Whether you think that is possible or not it was the final sentence that gave me pause for thought: "Humans, who are limited by slow biological evolution, couldn't compete, and would be superseded."

Limited by slow biological evolution? I can't help thinking that "slow evolution" is the opposite of limiting. There's something about a slow unfolding that allows for enjoyment, wonder, relishing, cherishing, integrating…
Something that evolves slowly reveals the intricacy, the wisdom, the breath-taking design as a seed becomes a flower or an acorn becomes a towering oak tree.

Growing slowly allows for delight in every stage as a baby crawls, toddles, walks, runs... It allows for exploring, learning and refining skills and choices from childhood to adulthood. It allows time to adjust to the transition from productive working life to a more gentle pace in retirement. There's something important about SLOW…

On my walk this morning I noticed some Pohutukawa flowers just beginning to poke through the tight little cluster of buds. I don't want them to be all fully flowering tomorrow and gone the next day!

This holiday season we are being encouraged to drive more slowly. Sure we want to avoid a ticket or a fine - or more importantly - an accident! But perhaps going more slowly will allow more time to notice the beauty as spring turns into summer. It might of course allow us to notice how often we get impatient and want to get to the next destination "now if not sooner"! There are many layers of wisdom revealed in going more slowly.

Meditation is well documented to slow the heart rate, drop blood pressure, bring a sense of calm and bring more coherent  brain wave patterns. For those of us who meditate as a way of connecting to the creative Wisdom we call God these are lovely side benefits!

There's something important about SLOW...

Monday, December 1, 2014

Art for Advent

I am enjoying using art as a way of entering into Advent.

This Jesuit site uses classical paintings with very helpful commentary and additional meditations if you want to dig deeper. "Prepare for Christmas and deepen your experience of the Advent season this year with Arts & Faith: Advent. Each week we’ll provide a video commentary about a work of art inspired by the Sunday Scriptures. Use these videos to take a new look at this season of hope and preparation through the lens of sacred art."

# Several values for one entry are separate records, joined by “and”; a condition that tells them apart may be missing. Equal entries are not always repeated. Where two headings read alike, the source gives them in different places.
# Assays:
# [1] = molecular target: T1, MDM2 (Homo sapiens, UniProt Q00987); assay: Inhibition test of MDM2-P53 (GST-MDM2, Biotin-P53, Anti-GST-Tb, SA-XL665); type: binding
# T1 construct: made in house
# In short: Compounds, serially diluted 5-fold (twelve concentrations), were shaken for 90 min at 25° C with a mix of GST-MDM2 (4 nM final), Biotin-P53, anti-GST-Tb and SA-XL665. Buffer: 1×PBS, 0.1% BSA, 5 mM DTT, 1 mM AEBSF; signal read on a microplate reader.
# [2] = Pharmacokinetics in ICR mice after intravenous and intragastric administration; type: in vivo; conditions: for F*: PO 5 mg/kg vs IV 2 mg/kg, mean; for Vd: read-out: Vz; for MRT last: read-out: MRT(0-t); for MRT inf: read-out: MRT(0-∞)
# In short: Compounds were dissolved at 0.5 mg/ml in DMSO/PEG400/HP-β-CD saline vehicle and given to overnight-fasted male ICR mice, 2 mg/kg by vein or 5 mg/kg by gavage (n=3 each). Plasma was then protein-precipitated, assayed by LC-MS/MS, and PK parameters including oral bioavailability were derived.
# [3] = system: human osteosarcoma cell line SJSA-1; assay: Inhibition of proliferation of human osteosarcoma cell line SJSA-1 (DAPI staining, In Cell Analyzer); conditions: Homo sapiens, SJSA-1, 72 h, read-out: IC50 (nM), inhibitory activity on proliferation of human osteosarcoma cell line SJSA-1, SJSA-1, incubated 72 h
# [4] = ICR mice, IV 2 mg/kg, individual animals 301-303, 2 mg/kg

If you are more interested in contemporary art you can sign up at this site for World Vision NZ's series of Advent scriptures and reflection questions with art by Chinese artist He Qi  which will be sent to you by email each week.

Saturday, November 22, 2014

The path to forgiveness

Given my last post "I Shall Not Hate" it seems synchronistic that another Blog I follow had this reflection today:

The path to forgiveness
is rarely obvious or easy;
there will be many obstacles
in the way.
But few acts are more heroic,
or speak more clearly
to the freedom of choice
that makes us fully human,
than to break the cycle
of instinctive retaliation,
to drop the awful burden
of hate and animosity;
to step over the past grievances
that haunt us and divide us
and into the promise
of mercy and grace.
If you appreciate beautiful photography with contemplative reflections visit this website
Thank you Diane!

Thursday, November 20, 2014

I Shall Not Hate

I am in the process of reading this book. The author was born and raised in a refugee camp in Gaza. He has every right to be pessimistic and to harbor deep resentment (and hatred) for the grinding poverty and human misery that was the context of his life. Yet he tenaciously pursued whatever education he could get, working long hours outside of school to earn money for his family. Now, a world renowned specialist in gynecology and public health, he lives every day for "peace and human dignity" for the people of Gaza. It is heart-wrenching to take in what the people of Gaza have been contending with for so many years. What we hear on the news doesn't begin to describe the day to day reality.

Books (and even movies) rarely bring tears to my eyes but this book does. I don't usually recommend a book until I have finished reading it but I can't wait! All of us who live in such peace and prosperity, with access to health care and education should read this book. If you Google it you will find many links, reviews and a YouTube clip.

I am inspired by the book's title, by Izzeldin's refusal to hate and by his tenacious life of  action towards peace and human dignity. These are things I/we can all do wherever we live. (And if, in any circumstance, we feel our lives are tough this book is a bracing antidote to self-pity!)